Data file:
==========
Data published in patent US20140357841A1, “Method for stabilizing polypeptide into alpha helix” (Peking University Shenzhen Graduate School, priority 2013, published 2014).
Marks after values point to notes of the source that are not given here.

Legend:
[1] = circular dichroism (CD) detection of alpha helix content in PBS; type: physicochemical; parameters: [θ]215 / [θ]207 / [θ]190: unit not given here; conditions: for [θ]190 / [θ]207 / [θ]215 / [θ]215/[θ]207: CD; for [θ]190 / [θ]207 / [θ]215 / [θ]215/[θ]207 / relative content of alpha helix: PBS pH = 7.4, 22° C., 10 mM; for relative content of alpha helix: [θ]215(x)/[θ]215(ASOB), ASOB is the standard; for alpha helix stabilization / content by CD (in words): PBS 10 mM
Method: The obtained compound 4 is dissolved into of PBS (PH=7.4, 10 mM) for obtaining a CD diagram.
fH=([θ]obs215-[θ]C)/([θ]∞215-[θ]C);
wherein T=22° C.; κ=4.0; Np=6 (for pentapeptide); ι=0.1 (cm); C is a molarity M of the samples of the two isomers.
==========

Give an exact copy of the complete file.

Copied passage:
Data published in patent US20140357841A1, “Method for stabilizing polypeptide into alpha helix” (Peking University Shenzhen Graduate School, priority 2013, published 2014).
Marks after values point to notes of the source that are not given here.

Legend:
[1] = circular dichroism (CD) detection of alpha helix content in PBS; type: physicochemical; parameters: [θ]215 / [θ]207 / [θ]190: unit not given here; conditions: for [θ]190 / [θ]207 / [θ]215 / [θ]215/[θ]207: CD; for [θ]190 / [θ]207 / [θ]215 / [θ]215/[θ]207 / relative content of alpha helix: PBS pH = 7.4, 22° C., 10 mM; for relative content of alpha helix: [θ]215(x)/[θ]215(ASOB), ASOB is the standard; for alpha helix stabilization / content by CD (in words): PBS 10 mM
Method: The obtained compound 4 is dissolved into of PBS (PH=7.4, 10 mM) for obtaining a CD diagram.
fH=([θ]obs215-[θ]C)/([θ]∞215-[θ]C);
wherein T=22° C.; κ=4.0; Np=6 (for pentapeptide); ι=0.1 (cm); C is a molarity M of the samples of the two isomers.